Have Questions or Comments?
Leave us some feedback and we'll reply back!

    Your Name (required)

    Your Email (required)

    Phone Number)

    In Reference to

    Your Message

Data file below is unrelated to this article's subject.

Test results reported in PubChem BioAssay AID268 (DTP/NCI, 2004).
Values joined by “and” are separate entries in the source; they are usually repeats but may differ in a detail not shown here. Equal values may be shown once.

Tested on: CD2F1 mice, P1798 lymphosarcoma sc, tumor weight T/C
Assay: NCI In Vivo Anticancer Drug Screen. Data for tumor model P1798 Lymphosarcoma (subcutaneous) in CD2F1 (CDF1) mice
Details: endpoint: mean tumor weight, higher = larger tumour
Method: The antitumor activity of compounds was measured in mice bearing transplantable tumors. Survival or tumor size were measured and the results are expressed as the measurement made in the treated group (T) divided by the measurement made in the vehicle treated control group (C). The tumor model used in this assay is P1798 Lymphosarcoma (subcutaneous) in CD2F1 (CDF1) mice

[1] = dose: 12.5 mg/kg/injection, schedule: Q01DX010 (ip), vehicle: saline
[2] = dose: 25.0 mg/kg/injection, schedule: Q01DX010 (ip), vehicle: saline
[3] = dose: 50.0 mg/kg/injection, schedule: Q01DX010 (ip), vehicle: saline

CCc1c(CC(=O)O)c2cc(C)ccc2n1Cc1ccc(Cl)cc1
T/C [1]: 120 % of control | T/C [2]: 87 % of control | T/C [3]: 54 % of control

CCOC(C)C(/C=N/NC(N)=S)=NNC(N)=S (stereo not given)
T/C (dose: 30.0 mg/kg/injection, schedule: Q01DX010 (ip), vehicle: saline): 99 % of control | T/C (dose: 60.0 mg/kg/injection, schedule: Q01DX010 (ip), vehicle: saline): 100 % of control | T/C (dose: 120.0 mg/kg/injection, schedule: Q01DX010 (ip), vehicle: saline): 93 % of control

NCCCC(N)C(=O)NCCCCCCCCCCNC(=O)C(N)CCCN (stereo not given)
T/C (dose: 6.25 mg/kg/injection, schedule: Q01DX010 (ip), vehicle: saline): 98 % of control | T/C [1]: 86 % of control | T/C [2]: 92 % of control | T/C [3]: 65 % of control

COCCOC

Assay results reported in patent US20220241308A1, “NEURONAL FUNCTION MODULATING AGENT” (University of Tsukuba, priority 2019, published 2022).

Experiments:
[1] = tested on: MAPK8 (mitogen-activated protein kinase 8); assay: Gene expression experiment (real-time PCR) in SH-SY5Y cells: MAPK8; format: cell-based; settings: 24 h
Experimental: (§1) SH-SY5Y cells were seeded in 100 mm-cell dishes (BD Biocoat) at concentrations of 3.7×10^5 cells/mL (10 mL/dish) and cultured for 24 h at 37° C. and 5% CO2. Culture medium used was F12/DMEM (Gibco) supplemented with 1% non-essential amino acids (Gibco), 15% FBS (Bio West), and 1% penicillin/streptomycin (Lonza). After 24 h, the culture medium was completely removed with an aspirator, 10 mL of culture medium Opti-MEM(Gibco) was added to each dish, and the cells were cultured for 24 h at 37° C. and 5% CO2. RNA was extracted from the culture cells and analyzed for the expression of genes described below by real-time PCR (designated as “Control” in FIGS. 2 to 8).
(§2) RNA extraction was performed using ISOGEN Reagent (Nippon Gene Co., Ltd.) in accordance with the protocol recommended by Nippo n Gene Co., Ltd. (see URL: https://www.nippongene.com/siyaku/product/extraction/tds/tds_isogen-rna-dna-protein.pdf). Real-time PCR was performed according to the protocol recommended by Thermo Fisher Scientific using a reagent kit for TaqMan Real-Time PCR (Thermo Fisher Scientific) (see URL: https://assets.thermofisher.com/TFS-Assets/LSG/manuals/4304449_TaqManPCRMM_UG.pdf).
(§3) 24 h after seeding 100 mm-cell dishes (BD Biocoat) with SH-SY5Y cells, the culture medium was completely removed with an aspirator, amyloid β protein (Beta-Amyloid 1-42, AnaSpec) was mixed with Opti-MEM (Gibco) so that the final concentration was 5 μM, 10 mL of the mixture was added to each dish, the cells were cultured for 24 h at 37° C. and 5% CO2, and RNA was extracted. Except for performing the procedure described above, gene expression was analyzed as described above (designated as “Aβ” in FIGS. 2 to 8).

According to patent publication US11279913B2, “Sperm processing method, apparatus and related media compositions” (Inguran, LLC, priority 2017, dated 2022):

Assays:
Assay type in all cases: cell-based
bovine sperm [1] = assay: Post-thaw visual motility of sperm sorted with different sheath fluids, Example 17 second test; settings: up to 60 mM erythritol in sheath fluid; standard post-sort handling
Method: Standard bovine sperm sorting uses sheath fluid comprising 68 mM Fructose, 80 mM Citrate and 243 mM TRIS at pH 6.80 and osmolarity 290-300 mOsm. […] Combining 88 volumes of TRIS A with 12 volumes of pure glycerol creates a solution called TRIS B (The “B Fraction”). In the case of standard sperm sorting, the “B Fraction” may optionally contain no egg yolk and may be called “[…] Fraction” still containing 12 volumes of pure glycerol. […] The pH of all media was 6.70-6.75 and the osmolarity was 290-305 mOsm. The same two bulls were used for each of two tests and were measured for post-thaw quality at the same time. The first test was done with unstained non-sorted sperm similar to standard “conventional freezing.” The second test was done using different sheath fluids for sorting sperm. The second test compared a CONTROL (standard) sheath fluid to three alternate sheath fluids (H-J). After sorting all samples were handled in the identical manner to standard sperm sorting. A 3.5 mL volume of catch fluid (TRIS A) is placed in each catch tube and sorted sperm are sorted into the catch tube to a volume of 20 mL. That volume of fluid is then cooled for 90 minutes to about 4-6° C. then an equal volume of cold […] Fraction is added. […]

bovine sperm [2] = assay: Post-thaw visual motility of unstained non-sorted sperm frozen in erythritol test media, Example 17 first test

Sometimes we wonder if we’re being petty. When somebody left us off his invitation list, and we feel insulted, we start wondering if we’re being petty. When somebody gets up at a function and thanks a bunch of people, making no mention of us, and we feel upset, we start wondering if we’re being petty. There are many other examples, as well. There are times when we feel slighted, and it makes us upset. Are we being petty? No, I don’t think we’re being petty. Little things have a way of becoming big things. Small insults sometimes mean something big. It makes sense that we feel upset, and we should not feel guilty about it. But – we need to be sure not to obsess over it, not to hang on to this feeling, not to resent it and make a fuss. One of the famous stories told aboutthe destruction of the Bet Ha’mikdash is the story of Kamtza and Bar-Kamtza. In short, Bar-Kamtza received an invitation to a party that was meant for Kamtza. The host despised Bar-Kamtza, but Bar-Kamtza figured that maybe he was making amends, so he attended the event. When the host saw Bar-Kamtza, he had him physically thrown out of the building. Bar-Kamtza was so angry over his humiliation that he informed the Romans that the Jews were planning a revolt. The Romans sent their army and ultimately set the Bet Ha’mikdash and all of Jerusalem ablaze. Bar-Kamtza was not “petty,” not by any means. He had every reason to be angry and hurt. The problem is that he didn’t let it go. He decided he needed to do something about it, and this ended up destroying the Bet Ha’mikdash and Yerushalayim. What’s noteworthy is that Bar-Kamtza lived in Yerushalayim. We may assume that he and his entire family were killed because of what he did. Because when we can’t let go, we destroy ourselves. If we let our resentment consume us, we end up destroying not only other people, but even ourselves. The Gemara tells that Hashem approached one of the worst sinners in Jewish history, the wicked king Yerovam, and offered him the opportunity to repent. He told Yerovam that if he repented, then he would be invited to be in Gan Eden together with Hashem and King David. Yerovam asked, “Who is first?” He wanted to know whether he or King David would walk in front. G-d told him that David would walk first – and Yerovam said he wasn’t interested. This is how pettiness becomes self-destructive. When our name is mentioned second, or not mentioned it all, it bothers us so much that we are willing to sacrifice everything to fight back. During this period of mourning for the destruction of the Bet Ha’mikdash, let us try to avoid destroying through pettiness. We might be justified in feeling slighted or offended, but if we make an argument over it, we are not helping ourselves. We are just ruining things for others and for ourselves. Even when we feel legitimately hurt, let’s be strong and rise above the pettiness…so instead of destroying, we will build ourselves, our lives, our families and our community into something greater and more beautiful that we ever imagined.